Yet another newbie to the beer scene, Taft’s is named after the only U.S. President from Cincinnati, who also happens to be the fattest president ever—William Howard Taft. Apparently breweries in churches are a trend in town, as Taft has beautifully restored an old church. The first floor has a speakeasy and the top floor houses the restaurant, which specializes in tri-tip steak. Brewmaster Kevin Moreland makes some of the best beers in the city because he pinpoints certain flavors. For the Maverick Chocolate Porter, he makes sure the flavor of the chocolate bar (real chocolate from local chocolatier Maverick Chocolate) is first and not secondary. This summer they start canning their most popular beer, Nellie’s Keylime Caribbean Ale, which tastes like you’re sitting on a beach in Key West. Pair it with a binge of that crazy Key West-filmed Netflix show Bloodline, and you’re set.
Rhinegiest manufactures more beer barrels per year than any other craft brewery in town—11,000 barrels sold in 2014 and an estimated 30,000 this year. They opened in June 2013, but their rise has been meteoric. On deck for this year: opening a Columbus location, adding a rooftop deck to their already 25,000 square foot facility, and then expanding their facility and brewhouse. With the expansion, they could potently see 100,000 barrels a year. Last year, they accumulated $782,539 in supermarket sales, making them the top new craft beer vendor in the U.S. They specialize in IPAs and ales, including Stryker, Hustle, T-Rex Black IPA, Truth, and Dunk. Soon, Rhinegeist will dominate all of Ohio…and the world.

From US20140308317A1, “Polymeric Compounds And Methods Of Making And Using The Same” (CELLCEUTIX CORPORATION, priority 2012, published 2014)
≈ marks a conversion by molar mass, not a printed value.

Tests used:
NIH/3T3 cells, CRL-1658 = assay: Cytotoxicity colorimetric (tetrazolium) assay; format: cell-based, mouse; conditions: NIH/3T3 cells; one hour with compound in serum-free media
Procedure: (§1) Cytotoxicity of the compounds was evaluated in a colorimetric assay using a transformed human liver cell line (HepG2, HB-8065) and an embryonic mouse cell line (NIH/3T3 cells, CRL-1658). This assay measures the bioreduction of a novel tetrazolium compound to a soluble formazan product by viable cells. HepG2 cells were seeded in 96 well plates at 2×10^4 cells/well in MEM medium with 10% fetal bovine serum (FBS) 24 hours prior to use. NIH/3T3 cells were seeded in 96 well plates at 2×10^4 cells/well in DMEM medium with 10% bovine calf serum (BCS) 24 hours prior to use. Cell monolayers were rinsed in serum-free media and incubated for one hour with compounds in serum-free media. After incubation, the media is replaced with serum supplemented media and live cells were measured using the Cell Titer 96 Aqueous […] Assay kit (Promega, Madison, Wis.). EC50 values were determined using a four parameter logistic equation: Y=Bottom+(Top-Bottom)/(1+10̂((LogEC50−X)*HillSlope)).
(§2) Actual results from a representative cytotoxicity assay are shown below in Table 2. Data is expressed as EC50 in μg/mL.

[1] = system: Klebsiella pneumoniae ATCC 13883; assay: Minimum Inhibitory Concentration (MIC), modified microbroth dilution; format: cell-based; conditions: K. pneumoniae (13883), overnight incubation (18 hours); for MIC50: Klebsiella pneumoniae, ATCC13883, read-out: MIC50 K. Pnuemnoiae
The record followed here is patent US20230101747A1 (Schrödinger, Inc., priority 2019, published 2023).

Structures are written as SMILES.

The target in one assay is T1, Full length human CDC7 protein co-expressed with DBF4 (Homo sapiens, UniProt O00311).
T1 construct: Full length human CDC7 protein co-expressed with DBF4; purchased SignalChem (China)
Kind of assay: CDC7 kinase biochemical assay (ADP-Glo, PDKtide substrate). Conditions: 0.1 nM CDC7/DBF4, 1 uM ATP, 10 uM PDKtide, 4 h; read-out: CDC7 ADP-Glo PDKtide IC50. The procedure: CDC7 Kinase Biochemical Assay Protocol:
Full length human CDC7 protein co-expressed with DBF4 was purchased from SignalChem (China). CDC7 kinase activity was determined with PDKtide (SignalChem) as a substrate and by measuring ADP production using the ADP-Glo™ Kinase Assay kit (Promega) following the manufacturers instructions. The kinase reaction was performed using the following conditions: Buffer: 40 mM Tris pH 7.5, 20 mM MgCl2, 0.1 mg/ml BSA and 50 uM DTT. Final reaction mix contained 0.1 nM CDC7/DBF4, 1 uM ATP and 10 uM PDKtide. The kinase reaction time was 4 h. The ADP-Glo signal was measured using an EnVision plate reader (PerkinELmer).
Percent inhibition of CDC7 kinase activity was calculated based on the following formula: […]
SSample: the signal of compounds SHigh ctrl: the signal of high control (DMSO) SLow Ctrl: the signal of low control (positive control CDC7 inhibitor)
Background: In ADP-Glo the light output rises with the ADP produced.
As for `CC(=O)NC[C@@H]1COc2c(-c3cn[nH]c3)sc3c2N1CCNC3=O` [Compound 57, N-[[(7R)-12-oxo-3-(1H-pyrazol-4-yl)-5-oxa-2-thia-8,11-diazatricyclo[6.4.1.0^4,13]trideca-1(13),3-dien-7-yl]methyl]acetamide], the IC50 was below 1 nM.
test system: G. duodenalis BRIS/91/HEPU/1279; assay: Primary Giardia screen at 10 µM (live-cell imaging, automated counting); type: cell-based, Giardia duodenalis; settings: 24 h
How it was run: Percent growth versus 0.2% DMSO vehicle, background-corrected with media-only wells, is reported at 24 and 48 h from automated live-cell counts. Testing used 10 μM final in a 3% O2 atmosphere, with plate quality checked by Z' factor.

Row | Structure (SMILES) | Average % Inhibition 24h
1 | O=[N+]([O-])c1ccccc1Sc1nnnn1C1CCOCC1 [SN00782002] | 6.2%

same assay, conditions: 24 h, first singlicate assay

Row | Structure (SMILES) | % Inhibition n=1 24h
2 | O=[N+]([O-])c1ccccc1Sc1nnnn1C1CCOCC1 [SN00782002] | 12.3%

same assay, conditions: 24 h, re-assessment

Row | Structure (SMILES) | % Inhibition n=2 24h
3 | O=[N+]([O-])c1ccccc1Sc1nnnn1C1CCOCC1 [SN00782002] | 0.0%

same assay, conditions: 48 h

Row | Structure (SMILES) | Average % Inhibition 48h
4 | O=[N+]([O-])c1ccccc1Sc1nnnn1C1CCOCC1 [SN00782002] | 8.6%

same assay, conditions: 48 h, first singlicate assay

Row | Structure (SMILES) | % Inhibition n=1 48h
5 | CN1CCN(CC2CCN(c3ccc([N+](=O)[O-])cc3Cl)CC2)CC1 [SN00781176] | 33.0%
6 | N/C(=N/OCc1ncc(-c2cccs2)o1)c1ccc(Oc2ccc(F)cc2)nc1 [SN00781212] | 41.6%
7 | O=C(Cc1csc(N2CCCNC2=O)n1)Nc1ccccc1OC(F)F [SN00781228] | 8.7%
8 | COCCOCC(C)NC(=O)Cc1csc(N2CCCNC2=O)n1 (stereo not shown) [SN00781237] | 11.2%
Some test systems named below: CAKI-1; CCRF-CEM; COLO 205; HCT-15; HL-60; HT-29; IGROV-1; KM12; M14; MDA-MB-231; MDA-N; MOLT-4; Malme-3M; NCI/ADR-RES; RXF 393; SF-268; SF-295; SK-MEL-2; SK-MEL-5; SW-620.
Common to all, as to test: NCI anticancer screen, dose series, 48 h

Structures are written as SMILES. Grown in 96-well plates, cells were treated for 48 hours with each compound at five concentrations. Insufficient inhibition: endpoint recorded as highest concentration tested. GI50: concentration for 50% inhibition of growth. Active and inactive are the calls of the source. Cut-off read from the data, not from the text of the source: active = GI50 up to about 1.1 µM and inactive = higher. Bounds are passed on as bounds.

?MadTree barely hit the local craft beer scene before Rhinegiest—they opened in January 2013—and they, too, have grown a lot. Of all the breweries in town, their beers have been the most consistent. Their taproom’s always packed with adults and babies, and they added Catch-a-Fire pizza on the premises. One of the great things about them is their transparency—many of their recipes are posted online. They brew a diverse cross-section of beers, including PsycHOPathy IPA, Galaxy High (120 IBUs), Citra High, Lift (a Kölsch ), Axis Mundi (Russian imperial), Thundersnow (a seasonal winter warmer Scotch ale made with ginger, nutmeg, vanilla), and other seasonals such as the excellent titled Boysen the Hood (a Belgian wit made with boysenberries, not bullets), and the Dreamsicle, a Kölsch brewed with orange peel and vanilla, in support of local basketball player Lauren Hill, who died of cancer. Another notable thing about them is they were the first modern craft brewery in Ohio to sell its beer in cans, and soon after everybody else followed suit.
Listermann Brewing Company/Triple Digit ?
In 1995, Listermann was just a homebrewing supply store run by Dan Listermann, but in 2008, he opened up Listermann Brewing, and then created the brewery’s high-gravity boutique beers under the Triple Digit umbrella. Digit’s line of CHICKOW! beers are big beers, as is their Cranium Ale (fermented in bourbon barrels), and the Gravitator Double Bock, clocking in at 10.5% ABV. Listermann’s signature Nutcase Peanut Butter Porter, White Death winter warmer, 562 Lateral Oatmeal stout, and Friar Bacon Smoked Bock are all mighty tasty. Their latest beer wins for best name: an American Pale Ale called Don’t Talk Sh*t About Norwood, a reference to a sketchy suburb of Cincy. Don’t talk sh—t about Cincy, either.